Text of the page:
The nobility of Noble Neighbors
I love the gardeners market sponsored by Noble Neighbors at the Roanoke park. I have found new homes there for my crowded native perennials.
The park that finally occupies that space, after years of begging the city to allow citizens to create it, is wonderful and charming, all initiated by the early work of Noble Neighbors’ Beautification Committee.
Noble Neighbors’ May event is also tremendous, but I do wonder who actually plans it, since members never discuss [the plans].
I learned long ago as a member of Noble Neighbors (we first came together in winter 2013, because of crime and related housing issues) that beautification and promoting our area had become the group’s sole purpose. Any confusion about this was made quite clear at one of the group’s monthly meetings, that I had attended religiously. In mid-2015, one woman became frustrated by the leader's refusal to allow attendees to discuss vacant-housing issues. The leader and her allies told her angrily that she was not wanted, and she should leave!
Noble Neighbors’ website statement that “crabby people” are not allowed to be members reinforces this reproach! So, don't mention housing at any meeting!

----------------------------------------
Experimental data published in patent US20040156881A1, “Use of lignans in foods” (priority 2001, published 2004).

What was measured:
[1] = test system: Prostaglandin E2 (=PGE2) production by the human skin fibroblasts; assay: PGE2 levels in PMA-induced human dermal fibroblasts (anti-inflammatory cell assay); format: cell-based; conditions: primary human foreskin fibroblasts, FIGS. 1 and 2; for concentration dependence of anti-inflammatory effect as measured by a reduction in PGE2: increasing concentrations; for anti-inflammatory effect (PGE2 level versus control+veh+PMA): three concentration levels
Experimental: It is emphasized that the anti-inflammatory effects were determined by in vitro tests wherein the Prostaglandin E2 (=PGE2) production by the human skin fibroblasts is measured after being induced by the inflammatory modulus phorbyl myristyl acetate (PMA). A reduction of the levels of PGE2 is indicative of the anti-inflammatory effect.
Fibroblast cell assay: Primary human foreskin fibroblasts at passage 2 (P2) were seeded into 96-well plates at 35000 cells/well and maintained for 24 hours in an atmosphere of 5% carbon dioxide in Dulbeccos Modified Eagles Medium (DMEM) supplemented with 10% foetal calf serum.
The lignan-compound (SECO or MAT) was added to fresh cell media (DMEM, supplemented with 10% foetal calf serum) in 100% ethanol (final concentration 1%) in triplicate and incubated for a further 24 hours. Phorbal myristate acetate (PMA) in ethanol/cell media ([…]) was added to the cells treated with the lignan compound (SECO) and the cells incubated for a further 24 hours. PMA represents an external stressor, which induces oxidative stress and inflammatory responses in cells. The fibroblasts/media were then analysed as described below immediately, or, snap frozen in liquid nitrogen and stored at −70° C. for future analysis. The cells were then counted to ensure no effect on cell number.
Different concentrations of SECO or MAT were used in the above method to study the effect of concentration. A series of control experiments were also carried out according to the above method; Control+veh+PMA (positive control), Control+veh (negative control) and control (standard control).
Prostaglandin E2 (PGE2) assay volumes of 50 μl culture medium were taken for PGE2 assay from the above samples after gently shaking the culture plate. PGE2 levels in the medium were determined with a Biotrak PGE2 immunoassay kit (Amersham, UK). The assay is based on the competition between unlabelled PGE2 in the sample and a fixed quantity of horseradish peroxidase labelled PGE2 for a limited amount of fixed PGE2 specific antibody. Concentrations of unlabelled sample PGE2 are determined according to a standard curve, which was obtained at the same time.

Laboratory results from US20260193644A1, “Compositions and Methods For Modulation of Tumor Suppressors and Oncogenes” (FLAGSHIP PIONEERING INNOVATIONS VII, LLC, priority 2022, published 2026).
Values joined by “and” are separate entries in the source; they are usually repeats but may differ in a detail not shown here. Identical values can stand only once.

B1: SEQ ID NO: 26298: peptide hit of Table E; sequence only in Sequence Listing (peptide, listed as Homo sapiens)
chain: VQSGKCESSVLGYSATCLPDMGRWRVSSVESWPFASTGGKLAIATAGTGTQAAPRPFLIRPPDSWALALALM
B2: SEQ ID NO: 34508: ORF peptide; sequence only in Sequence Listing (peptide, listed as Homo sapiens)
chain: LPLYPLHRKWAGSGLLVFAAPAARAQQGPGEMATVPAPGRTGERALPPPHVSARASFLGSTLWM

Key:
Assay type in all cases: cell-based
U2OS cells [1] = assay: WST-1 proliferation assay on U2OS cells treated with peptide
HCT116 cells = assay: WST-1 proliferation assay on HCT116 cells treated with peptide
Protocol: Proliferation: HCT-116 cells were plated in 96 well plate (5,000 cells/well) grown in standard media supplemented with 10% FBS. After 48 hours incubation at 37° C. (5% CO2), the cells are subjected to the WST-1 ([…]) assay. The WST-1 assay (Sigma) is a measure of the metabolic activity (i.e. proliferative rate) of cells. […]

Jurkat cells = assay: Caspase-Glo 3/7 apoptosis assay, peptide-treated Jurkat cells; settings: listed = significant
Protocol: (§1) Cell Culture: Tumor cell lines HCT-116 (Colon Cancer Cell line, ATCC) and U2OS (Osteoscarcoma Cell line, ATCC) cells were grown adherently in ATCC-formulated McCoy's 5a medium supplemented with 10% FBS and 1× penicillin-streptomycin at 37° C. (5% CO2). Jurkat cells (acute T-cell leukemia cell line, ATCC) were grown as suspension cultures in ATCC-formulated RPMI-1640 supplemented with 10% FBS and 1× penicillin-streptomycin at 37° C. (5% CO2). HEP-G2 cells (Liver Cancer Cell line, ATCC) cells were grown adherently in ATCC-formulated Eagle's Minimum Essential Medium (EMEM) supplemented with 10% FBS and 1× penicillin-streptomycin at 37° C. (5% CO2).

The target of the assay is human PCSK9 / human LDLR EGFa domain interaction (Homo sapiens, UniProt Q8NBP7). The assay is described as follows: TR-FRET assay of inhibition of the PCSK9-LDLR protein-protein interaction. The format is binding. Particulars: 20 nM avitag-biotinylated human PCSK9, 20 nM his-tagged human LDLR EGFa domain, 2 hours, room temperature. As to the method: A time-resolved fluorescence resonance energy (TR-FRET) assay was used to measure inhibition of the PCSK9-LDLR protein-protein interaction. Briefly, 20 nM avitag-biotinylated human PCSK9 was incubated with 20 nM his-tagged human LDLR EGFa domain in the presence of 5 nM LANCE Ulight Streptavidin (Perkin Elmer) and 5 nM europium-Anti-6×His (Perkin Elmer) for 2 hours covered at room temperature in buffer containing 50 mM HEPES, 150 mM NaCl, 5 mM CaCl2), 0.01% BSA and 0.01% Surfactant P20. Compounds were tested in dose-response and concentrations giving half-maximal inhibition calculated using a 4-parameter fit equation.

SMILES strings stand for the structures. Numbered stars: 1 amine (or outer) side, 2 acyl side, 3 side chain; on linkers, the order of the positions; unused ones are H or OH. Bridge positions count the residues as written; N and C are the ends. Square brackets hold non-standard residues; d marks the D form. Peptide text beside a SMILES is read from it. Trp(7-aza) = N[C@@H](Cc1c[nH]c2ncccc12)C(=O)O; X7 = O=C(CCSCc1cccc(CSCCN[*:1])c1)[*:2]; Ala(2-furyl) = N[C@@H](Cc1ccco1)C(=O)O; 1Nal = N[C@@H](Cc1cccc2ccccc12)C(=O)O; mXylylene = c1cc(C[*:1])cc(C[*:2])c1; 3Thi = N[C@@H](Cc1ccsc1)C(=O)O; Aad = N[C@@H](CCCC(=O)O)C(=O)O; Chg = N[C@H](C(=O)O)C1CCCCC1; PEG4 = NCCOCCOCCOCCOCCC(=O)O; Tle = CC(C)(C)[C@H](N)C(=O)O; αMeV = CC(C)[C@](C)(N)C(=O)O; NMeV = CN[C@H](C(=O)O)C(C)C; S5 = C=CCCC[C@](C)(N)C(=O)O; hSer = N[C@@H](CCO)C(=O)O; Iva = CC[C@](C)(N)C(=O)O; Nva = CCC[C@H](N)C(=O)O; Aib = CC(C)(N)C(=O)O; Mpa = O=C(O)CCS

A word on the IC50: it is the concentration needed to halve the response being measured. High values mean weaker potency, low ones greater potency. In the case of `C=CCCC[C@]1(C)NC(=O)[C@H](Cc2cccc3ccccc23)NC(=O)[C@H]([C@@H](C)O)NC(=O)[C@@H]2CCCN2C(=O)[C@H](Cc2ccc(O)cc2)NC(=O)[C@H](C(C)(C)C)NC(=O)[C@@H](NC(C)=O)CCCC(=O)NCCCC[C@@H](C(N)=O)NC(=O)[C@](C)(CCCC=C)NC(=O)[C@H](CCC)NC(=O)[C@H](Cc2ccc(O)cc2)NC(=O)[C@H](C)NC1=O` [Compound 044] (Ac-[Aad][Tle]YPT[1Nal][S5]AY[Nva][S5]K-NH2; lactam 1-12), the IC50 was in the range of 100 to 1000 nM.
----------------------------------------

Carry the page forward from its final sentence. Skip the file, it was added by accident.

Where did this reproachful and exclusive attitude take Noble Neighbors?
In March 2021, an e-mail from Noble Neighbors to me and CH City Council revealed attributes of the group about which I was unaware:
A leader of the group said Noble Neighbors is not a citizens group, is not a nonprofit, and doesn't have bylaws that give members rights on how the group operates!
Furthermore, the leader stated the function of Noble Neighbors is as a network, and “members” are people from all over the city and beyond who join the Noble Neighbors e-mail list!
I and other Noble-area residents believed we were members of a local citizens group focused on improving our area. It turns out we aren't even considered “members” by our “leaders.” We're just on an e-mail list like any other schmuck!
Under the watchful eyes of city leaders, including FutureHeights, which acts as the fiscal agent for Noble Neighbors, somehow a Noble-area citizens group transmogrified into an e-mail list, and “members” were stripped of having any rights over its functions or operations.
When city leaders claim Noble Neighbors was included in some decision, or approved something, what does that actually mean? An e-mail list said this was okay?
Just how did it indicate its approval, I wonder.
Joking aside, this is how systemic racism plays out: a group of frustrated, fed-up and angry citizens in a long-abused and -neglected part of the city is co-opted by city leaders and its agents to create a marketing e-mail list that exists to tell everyone that whatever the city or its agents decide, it's great!
The takeaway: “Noble” here does not apply to my neighborhood on the north side, but instead to the feudalistic treatment of it.
Diane Hallum is a 30-year resident in the Noble Road area, north of Monticello Boulevard.